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Not to Disturb (1971)

by Muriel Spark

Other authors: See the other authors section.

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272993,991 (3.3)24
Behind the high walls of a mansion in Geneva, a night of sinister revelry is about to begin. As the macabre scenario plays itself out, a world of grim humour and gruesome possibilities unfolds.

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» See also 24 mentions

English (7)  French (1)  German (1)  All languages (9)
Showing 1-5 of 7 (next | show all)
This was an instant reread for me, for pleasure and necessity. The complete disregard to time and order threw me the first time around and it was only upon the reread that I could fully appreciate Spark 's deftness. She doesn't care about catering to her readers. If you're going to read her, the onus is on you. She doesn't have time to spell out everything for you but all the details are there as long as you take care to pick them out. The reader is dropped in to the middle of the story, the middle of a conversation, and must be willing to just be carried away by the current and grab onto any passing clues for an easier and more pleasurable journey. The most important thing I learnt from this book is to trust the (Spark) process. ( )
  kitzyl | Nov 6, 2023 |
The writing is brilliant but I just could get into the novel. It didn't really flow for me. ( )
  mjhunt | Jan 22, 2021 |
Mozart's Don Giovanni ends, after the Don has been dragged down into the flames of Hell, with his faithful servant Leporello telling us that he's off to the inn to look for a better master. This typically eccentric Spark miniature takes more or less the same point of view, except that in this case the servants have already put in place their plans to profit from the situation well before anyone else knows that disaster is on its inevitable way for their employers. Spark obviously wants us to re-examine our role as readers of fiction in the light of these cynical observers of other people's tragedies.

The servants' hall setting and the dialogue-driven style that leaves you to work out for yourself who is who seem to be a conscious echo of Henry Green and Ivy Compton-Burnett, but the jokes are very much Spark's own, down to the running gag that none of the speakers ever gets quite the verb they're looking for. And the economy is pure Spark - a super-complex plot with far too many characters all crammed into 90 pages! Hectic, but fun. ( )
2 vote thorold | May 18, 2018 |
This is a well-written but extremely obscure mystery,in more ways than one.
The scene is Geneva. In the servants quarters of the large residence of the Baron and Baroness Klopstock,the staff wait. In the attic,the Baron's lunatic brother is confined and can be heard howling. The Baron and his wife together with their Secretary are not to be disturbed for any reason. There you have it in a nutshell. If you understand it all,then you're a better man then me Gunga Dinn. ( )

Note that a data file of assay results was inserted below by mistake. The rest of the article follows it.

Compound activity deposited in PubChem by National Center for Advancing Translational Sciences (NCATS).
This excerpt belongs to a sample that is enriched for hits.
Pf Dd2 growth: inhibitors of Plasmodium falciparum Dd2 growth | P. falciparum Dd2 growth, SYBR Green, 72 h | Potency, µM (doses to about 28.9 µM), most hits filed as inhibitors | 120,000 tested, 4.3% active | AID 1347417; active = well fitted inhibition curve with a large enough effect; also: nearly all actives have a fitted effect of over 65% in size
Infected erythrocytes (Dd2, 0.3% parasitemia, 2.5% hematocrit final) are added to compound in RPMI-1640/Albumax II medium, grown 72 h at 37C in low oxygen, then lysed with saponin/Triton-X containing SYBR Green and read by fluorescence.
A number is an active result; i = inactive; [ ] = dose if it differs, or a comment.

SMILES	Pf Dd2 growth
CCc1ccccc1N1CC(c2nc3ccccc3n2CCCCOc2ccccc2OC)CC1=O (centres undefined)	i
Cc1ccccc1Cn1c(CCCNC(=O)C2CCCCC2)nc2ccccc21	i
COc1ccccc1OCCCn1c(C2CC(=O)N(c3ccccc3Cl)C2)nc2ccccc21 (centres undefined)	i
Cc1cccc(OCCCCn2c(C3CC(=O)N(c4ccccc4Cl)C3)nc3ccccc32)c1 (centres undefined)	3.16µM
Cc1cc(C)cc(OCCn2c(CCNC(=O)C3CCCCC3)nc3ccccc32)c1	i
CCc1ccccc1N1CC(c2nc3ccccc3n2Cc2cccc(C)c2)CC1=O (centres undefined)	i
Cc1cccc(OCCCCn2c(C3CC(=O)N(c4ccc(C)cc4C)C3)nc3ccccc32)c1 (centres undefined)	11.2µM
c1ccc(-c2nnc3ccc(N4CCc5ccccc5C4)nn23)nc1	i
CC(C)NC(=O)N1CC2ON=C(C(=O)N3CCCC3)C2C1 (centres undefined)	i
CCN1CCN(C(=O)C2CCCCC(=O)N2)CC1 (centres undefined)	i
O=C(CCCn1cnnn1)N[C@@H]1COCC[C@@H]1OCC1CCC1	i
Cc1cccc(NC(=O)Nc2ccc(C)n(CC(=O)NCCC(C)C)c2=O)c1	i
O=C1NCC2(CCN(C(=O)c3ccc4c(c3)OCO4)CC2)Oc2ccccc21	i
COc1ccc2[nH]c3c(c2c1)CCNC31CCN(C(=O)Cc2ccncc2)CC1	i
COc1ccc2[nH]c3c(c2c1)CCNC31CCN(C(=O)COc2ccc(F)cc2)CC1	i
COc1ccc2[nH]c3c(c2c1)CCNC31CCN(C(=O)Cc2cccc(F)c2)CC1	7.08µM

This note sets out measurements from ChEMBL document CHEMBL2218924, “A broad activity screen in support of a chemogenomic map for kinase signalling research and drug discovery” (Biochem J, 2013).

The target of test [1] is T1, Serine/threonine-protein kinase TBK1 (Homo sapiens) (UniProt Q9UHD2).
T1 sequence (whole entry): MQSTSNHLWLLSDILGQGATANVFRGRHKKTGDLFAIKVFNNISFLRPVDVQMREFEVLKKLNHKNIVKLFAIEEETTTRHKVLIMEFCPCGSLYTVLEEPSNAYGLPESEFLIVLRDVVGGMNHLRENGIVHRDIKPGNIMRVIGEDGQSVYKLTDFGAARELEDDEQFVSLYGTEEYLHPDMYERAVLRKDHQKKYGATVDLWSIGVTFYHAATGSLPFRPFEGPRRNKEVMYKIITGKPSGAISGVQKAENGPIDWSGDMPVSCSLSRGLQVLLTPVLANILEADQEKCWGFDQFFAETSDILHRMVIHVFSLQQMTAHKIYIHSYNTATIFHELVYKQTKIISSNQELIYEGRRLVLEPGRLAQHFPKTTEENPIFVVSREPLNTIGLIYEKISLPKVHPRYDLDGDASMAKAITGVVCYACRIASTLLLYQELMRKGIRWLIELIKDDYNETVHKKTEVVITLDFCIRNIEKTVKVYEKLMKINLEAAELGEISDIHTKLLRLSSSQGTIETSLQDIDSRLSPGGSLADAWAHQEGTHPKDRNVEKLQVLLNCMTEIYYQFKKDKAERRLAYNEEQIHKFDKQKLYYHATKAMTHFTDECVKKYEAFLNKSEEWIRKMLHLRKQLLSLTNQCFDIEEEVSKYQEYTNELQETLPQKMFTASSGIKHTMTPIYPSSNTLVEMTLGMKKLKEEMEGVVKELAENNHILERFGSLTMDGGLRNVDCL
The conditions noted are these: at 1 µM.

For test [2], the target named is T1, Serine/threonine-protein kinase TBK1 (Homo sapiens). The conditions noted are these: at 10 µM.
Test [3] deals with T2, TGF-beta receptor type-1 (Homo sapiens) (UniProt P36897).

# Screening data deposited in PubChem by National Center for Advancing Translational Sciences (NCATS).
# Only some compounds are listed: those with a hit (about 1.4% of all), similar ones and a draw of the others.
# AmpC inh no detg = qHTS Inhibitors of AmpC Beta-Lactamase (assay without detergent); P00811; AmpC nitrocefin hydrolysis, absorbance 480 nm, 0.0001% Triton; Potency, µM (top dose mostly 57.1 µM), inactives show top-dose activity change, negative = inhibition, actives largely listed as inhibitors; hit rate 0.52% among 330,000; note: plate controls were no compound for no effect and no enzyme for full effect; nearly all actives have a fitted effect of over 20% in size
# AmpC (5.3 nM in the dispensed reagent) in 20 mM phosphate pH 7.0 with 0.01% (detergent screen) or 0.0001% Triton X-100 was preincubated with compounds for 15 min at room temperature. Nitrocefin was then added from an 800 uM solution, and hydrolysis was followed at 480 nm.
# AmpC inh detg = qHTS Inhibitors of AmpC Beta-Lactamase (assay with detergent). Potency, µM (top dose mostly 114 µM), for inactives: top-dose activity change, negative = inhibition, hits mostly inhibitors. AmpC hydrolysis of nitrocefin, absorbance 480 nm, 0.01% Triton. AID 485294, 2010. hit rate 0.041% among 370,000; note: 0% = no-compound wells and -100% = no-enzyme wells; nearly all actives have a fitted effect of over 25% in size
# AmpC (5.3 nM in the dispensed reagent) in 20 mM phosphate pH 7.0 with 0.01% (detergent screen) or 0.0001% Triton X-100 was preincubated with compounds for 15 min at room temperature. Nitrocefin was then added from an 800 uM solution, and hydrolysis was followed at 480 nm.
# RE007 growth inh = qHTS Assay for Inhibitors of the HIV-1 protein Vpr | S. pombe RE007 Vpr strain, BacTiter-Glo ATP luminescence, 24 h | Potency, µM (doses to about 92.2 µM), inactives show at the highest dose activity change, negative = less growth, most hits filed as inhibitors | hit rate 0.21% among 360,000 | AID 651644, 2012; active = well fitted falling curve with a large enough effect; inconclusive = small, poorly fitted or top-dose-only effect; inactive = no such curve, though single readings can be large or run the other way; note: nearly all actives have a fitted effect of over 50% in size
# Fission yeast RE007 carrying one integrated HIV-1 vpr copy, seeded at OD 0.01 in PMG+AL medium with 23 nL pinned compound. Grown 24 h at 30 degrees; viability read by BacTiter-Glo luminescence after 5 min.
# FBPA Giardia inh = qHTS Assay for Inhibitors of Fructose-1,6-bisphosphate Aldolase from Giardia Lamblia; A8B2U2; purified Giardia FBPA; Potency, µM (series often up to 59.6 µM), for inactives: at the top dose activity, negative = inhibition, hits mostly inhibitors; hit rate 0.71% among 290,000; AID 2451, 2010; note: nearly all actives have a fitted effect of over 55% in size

devenish | Oct 18, 2011 |
One of the most imaginative, brilliant and funny mystery novellas with magical distortions of time ( )
2 vote almigwin | Oct 1, 2010 |
Showing 1-5 of 7 (next | show all)
The license of Gothic has its liberties, and countless writers from Walpole to Barthelme have taken them. Some, like Ann Radcliffe or Peacock, used Gothic convention to satirize realism and provide pleasures beyond those enjoyed by the light of common day. Others, like the Brontes or Hawthorne, used the fantastic machinery to explore submerged human impulses and the secrets of a universe not to be revealed by reason.

Mrs. Spark appears to have both traditions in mind. In one respect, her new novel is an agile send-up of different kinds of popular fiction: detective stories, the Jeeves novels, and realistic tales about the servant problem. Read with these parallels in mind, "Not to Disturb" offers fresh laughter and acerbic insight into conventional ways of writing about the hypocrisies of master-servant relationships. Occasionally, the parody extends to other Gothic novels. ... Like several of Mrs. Spark's recent stories, "Not to Disturb" has the cleverness to entertain and the intelligence to provoke thought; but, finally, its philosophical mysteries look suspiciously like pretenses, and the book leaves the annoying as well as the stimulating after-effects of legerdemain.

» Add other authors (2 possible)

Author nameRoleType of authorWork?Status
Muriel Sparkprimary authorall editionscalculated
Gunn, DanIntroductionsecondary authorsome editionsconfirmed
Pariser, VanCover photographsecondary authorsome editionsconfirmed
Taylor, AlanForewordsecondary authorsome editionsconfirmed
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The other servants fall silent as Lister enters the room.
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Behind the high walls of a mansion in Geneva, a night of sinister revelry is about to begin. As the macabre scenario plays itself out, a world of grim humour and gruesome possibilities unfolds.

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